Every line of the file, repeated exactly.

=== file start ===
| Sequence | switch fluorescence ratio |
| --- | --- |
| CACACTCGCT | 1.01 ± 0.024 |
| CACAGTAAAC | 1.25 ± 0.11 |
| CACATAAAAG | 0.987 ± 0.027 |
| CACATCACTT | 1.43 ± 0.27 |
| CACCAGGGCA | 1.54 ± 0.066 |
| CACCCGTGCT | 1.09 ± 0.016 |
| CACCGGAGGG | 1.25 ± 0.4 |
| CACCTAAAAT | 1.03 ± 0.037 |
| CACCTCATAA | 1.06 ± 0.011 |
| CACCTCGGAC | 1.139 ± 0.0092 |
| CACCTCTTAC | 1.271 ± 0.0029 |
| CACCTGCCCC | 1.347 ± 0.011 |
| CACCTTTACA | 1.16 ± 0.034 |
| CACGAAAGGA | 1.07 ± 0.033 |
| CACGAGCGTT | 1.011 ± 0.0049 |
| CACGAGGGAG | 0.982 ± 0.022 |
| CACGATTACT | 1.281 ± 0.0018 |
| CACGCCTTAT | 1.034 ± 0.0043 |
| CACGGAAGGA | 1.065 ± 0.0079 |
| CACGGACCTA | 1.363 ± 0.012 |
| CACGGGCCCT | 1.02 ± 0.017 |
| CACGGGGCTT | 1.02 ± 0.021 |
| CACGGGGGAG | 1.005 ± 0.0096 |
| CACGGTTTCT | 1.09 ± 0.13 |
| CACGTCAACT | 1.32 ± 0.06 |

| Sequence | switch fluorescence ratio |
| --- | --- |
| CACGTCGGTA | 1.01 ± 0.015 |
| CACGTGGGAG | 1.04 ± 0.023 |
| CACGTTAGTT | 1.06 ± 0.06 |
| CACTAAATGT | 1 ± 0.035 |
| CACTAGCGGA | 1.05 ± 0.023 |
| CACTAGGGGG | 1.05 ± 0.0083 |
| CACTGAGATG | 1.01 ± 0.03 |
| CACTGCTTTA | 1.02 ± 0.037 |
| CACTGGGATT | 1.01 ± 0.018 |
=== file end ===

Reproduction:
| Sequence | switch fluorescence ratio |
| --- | --- |
| CACACTCGCT | 1.01 ± 0.024 |
| CACAGTAAAC | 1.25 ± 0.11 |
| CACATAAAAG | 0.987 ± 0.027 |
| CACATCACTT | 1.43 ± 0.27 |
| CACCAGGGCA | 1.54 ± 0.066 |
| CACCCGTGCT | 1.09 ± 0.016 |
| CACCGGAGGG | 1.25 ± 0.4 |
| CACCTAAAAT | 1.03 ± 0.037 |
| CACCTCATAA | 1.06 ± 0.011 |
| CACCTCGGAC | 1.139 ± 0.0092 |
| CACCTCTTAC | 1.271 ± 0.0029 |
| CACCTGCCCC | 1.347 ± 0.011 |
| CACCTTTACA | 1.16 ± 0.034 |
| CACGAAAGGA | 1.07 ± 0.033 |
| CACGAGCGTT | 1.011 ± 0.0049 |
| CACGAGGGAG | 0.982 ± 0.022 |
| CACGATTACT | 1.281 ± 0.0018 |
| CACGCCTTAT | 1.034 ± 0.0043 |
| CACGGAAGGA | 1.065 ± 0.0079 |
| CACGGACCTA | 1.363 ± 0.012 |
| CACGGGCCCT | 1.02 ± 0.017 |
| CACGGGGCTT | 1.02 ± 0.021 |
| CACGGGGGAG | 1.005 ± 0.0096 |
| CACGGTTTCT | 1.09 ± 0.13 |
| CACGTCAACT | 1.32 ± 0.06 |

| Sequence | switch fluorescence ratio |
| --- | --- |
| CACGTCGGTA | 1.01 ± 0.015 |
| CACGTGGGAG | 1.04 ± 0.023 |
| CACGTTAGTT | 1.06 ± 0.06 |
| CACTAAATGT | 1 ± 0.035 |
| CACTAGCGGA | 1.05 ± 0.023 |
| CACTAGGGGG | 1.05 ± 0.0083 |
| CACTGAGATG | 1.01 ± 0.03 |
| CACTGCTTTA | 1.02 ± 0.037 |
| CACTGGGATT | 1.01 ± 0.018 |